How much fabric you’ll need
Cutting out the fabric
These instructions are written for someone with little sewing experience, so forgive me if you are an experienced seamstress.
Note: Cut the edge selvages off before measuring and cutting the slings.No pattern needed. I use a T-square to square up the fabric and make straight lines for cutting, marking the lines with a chalk pencil and then cut. I always buy a little more fabric than required because fabric stores often don’t cut the fabric straight. Once you square it up you can lose a couple inches, so better to be safe than sorry.
Sewing the slings
That said — you don’t need an expensive sewing machine. My expensive machine died and no longer had replacement parts available and I wasn’t in the mood to spend $1,500 to $2,000 on a machine. I purchased a cheap machine and it does just fine for basic sewing. Cheap machine = okay. Cheap thread = not okay.
The ironing board and iron are both your friends. If you want to turn out a decent sewing project they are almost more critical than the machine you sew on.
Sew outside hems
After the panels are cut use an iron to turn 1 inch hems on the sides of the panels. You can go the further step of then folding the seam under again for the 1/2 inch hem you want in the end, but I find ironing the 1″ fold makes it easy to tuck the 1/2 inch under for the finished seam while I’m sewing — but I’ve been sewing since I was 5 years old, so the extra step of folding under the hem may be easier for those of you new to sewing.
Sew the 4 outside hems. A single line of stitching is fine
Sew end pockets for PVC tubing
Use the iron to turn under a 1/2″ hem on each end of the slings.
Fold the ends under 4″ to form the pockets and pin. Double and triple check before sewing that the finished length of the wide sling is 31 1/2″ and the finished length of the narrow sling is 37 1/2″.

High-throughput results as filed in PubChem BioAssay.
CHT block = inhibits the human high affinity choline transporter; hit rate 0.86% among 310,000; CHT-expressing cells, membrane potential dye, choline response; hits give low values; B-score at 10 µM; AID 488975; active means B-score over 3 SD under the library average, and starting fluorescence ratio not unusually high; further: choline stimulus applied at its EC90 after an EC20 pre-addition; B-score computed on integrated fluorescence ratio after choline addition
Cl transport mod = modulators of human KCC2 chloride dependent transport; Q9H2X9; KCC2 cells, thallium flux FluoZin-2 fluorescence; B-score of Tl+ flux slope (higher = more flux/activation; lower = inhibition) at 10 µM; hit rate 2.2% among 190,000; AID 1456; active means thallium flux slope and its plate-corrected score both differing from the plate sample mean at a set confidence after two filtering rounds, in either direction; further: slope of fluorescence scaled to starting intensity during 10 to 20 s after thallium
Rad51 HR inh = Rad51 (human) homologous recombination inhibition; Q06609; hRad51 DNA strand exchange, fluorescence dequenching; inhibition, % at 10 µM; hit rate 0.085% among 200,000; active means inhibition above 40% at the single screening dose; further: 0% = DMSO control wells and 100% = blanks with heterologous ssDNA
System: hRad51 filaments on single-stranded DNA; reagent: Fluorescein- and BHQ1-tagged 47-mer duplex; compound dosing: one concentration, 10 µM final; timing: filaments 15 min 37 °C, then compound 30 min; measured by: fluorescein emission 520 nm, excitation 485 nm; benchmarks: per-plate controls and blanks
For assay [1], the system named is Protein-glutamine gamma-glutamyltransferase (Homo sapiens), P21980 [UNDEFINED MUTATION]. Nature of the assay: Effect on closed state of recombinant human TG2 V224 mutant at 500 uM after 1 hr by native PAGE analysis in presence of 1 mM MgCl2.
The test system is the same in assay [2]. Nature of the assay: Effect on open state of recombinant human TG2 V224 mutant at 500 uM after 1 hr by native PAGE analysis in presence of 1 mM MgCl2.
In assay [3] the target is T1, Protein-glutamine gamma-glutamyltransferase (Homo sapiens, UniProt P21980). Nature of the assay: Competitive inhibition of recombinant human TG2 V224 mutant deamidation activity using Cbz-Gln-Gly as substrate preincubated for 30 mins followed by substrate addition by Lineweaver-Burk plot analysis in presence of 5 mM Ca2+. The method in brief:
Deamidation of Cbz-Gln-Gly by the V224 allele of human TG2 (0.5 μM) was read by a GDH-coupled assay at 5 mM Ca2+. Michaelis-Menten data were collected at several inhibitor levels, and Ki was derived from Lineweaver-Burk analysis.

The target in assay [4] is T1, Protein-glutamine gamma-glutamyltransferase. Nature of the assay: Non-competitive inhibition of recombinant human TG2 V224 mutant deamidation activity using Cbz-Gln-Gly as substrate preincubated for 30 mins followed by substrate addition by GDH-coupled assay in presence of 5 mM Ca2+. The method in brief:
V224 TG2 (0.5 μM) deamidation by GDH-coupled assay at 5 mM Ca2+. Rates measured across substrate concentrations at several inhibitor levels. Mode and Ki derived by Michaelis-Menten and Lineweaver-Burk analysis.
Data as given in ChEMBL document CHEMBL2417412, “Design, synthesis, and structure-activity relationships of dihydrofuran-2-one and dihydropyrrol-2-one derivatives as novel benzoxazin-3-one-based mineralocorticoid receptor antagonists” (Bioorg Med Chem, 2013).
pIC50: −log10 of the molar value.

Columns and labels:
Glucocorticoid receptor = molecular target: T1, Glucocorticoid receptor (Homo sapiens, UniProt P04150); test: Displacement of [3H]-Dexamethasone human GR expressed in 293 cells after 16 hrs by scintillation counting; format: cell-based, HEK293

The most important thing is the finished length of each sling. If they are too long they will droop on the floor and defeat the whole purpose of the bed. If they are too short you won’t be able to assemble the bed.
When you are sure you have the correct length, stitch the pockets. I do three rows of stitching since these are the seams that will take the most abuse from the dogs jumping on the beds. I have two 75 lb. dogs who at times both leap on the same bed — I haven’t had a seam fail yet. The zigzag stitch is very strong, so you can use that as well. Just make sure the pocket for the PVC pipe is 6 1/2″ total or 3 1/4″ folded since the circumference of the 1 1/2″ PVC is 6″.
You have your finished slings and you’ve cut the PVC pipe to the required lengths. You also have you PVC elbow for the corners and the short pieces for the legs. You are ready for assembly.
The first three corners will be easy. If you’ve sewn the slings to the correct length, the final corner should be a pain to assemble because everything will be tight. That’s a good thing, so don’t worry. Note: as the cots get smaller they are harder to get that last corner on so the medium and small are hard, but doable. You want the fabric to be tight, so don’t get upset if it a bear to do the last corner.
I have assembled the beds in a multitude of ways. I prefer to put the slings over the appropriate length of pipe and then added the corners. The 4th corner should be difficult to do — you may have to tilt the opening of the corner and work the pipe into it.
The beds are easy to dismantle so the slings can be run through the washing machine. The PVC can easily be wiped down as well. After washing and drying the slings just reassemble.
If you have any questions please contact me.
I have a couple of large slings for sale as of 9/16/2014 and will remove post when they sell.